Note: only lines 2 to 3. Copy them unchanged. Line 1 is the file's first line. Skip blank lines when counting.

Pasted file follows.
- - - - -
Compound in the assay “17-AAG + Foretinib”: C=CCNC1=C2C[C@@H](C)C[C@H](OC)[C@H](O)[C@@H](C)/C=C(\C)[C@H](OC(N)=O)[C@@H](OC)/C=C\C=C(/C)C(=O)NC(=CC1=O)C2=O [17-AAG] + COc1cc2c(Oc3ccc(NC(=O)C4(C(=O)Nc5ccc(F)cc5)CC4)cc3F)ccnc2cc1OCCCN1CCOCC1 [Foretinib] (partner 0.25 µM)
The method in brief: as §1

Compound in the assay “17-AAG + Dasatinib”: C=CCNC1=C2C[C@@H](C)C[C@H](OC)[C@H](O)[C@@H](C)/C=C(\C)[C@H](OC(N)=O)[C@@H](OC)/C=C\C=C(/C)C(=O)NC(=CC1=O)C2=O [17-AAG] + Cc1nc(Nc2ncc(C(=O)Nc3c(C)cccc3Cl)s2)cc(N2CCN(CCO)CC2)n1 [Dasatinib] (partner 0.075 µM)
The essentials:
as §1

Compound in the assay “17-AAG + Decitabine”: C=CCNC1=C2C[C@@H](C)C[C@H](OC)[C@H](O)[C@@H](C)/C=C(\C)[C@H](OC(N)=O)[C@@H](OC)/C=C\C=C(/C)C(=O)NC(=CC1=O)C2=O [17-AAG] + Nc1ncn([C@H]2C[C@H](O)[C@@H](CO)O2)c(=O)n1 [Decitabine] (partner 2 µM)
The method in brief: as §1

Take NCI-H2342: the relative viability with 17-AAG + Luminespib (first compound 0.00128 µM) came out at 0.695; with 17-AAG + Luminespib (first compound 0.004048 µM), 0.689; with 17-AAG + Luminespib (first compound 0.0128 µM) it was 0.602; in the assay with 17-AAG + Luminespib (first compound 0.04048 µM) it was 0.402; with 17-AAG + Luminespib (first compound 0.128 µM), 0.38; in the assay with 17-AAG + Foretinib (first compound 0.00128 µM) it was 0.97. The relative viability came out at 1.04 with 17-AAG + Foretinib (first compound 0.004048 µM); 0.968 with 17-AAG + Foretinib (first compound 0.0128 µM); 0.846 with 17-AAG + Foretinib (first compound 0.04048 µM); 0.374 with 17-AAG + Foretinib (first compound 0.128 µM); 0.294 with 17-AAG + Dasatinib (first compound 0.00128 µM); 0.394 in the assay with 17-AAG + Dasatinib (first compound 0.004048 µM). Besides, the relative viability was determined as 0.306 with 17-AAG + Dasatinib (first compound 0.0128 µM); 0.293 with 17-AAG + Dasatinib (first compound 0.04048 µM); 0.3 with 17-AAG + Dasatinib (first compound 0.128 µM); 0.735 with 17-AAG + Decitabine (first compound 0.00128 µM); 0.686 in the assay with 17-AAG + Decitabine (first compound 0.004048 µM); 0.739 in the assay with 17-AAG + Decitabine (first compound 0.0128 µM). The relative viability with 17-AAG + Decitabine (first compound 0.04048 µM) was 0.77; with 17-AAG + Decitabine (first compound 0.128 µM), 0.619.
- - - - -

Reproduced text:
The method in brief: as §1

Compound in the assay “17-AAG + Dasatinib”: C=CCNC1=C2C[C@@H](C)C[C@H](OC)[C@H](O)[C@@H](C)/C=C(\C)[C@H](OC(N)=O)[C@@H](OC)/C=C\C=C(/C)C(=O)NC(=CC1=O)C2=O [17-AAG] + Cc1nc(Nc2ncc(C(=O)Nc3c(C)cccc3Cl)s2)cc(N2CCN(CCO)CC2)n1 [Dasatinib] (partner 0.075 µM)